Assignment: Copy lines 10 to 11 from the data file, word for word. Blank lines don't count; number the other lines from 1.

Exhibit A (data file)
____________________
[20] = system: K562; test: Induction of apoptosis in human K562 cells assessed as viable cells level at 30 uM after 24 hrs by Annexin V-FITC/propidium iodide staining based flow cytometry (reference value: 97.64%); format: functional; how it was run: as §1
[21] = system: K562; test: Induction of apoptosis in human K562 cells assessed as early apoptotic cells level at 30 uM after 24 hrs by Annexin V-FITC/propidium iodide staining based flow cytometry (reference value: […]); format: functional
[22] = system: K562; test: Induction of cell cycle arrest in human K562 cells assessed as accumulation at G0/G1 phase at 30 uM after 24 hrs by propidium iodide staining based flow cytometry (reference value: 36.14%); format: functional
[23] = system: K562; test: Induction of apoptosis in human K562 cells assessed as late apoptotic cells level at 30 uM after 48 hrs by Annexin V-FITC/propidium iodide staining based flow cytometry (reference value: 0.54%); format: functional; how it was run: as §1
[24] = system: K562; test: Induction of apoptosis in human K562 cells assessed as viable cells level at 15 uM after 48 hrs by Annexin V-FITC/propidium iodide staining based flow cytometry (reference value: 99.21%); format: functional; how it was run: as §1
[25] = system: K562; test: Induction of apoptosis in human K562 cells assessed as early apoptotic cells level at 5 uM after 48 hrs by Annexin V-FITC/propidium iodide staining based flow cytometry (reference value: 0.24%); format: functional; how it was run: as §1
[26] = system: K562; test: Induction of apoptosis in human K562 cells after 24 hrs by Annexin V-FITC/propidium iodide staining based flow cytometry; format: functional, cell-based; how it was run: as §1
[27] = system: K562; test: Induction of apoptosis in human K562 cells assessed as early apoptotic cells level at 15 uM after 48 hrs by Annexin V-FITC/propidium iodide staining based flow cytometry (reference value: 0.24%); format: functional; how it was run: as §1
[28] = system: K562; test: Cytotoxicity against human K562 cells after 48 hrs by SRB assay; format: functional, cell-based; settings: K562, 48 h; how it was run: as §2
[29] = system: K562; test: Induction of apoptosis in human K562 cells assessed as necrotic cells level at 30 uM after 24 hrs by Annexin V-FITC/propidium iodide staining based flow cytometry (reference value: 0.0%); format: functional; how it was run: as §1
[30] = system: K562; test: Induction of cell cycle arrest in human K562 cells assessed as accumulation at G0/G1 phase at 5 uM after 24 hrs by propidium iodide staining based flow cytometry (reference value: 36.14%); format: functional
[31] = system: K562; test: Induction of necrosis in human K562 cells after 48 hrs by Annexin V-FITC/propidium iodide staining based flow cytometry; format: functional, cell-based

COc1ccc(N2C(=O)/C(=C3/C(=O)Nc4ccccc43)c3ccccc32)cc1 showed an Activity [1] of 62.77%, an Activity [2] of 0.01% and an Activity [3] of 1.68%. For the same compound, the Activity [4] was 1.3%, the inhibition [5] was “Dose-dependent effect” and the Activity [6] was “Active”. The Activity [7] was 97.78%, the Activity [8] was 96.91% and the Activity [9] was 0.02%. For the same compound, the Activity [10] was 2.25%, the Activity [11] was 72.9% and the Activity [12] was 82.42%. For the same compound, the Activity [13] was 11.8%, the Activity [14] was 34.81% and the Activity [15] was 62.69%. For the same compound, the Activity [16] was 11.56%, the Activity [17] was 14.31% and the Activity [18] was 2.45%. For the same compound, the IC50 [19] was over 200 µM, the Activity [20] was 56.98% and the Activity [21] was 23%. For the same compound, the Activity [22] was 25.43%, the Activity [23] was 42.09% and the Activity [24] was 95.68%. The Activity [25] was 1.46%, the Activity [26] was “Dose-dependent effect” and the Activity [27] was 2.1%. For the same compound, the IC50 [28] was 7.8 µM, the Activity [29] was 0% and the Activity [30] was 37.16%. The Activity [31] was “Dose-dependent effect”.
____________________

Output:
[29] = system: K562; test: Induction of apoptosis in human K562 cells assessed as necrotic cells level at 30 uM after 24 hrs by Annexin V-FITC/propidium iodide staining based flow cytometry (reference value: 0.0%); format: functional; how it was run: as §1
[30] = system: K562; test: Induction of cell cycle arrest in human K562 cells assessed as accumulation at G0/G1 phase at 5 uM after 24 hrs by propidium iodide staining based flow cytometry (reference value: 36.14%); format: functional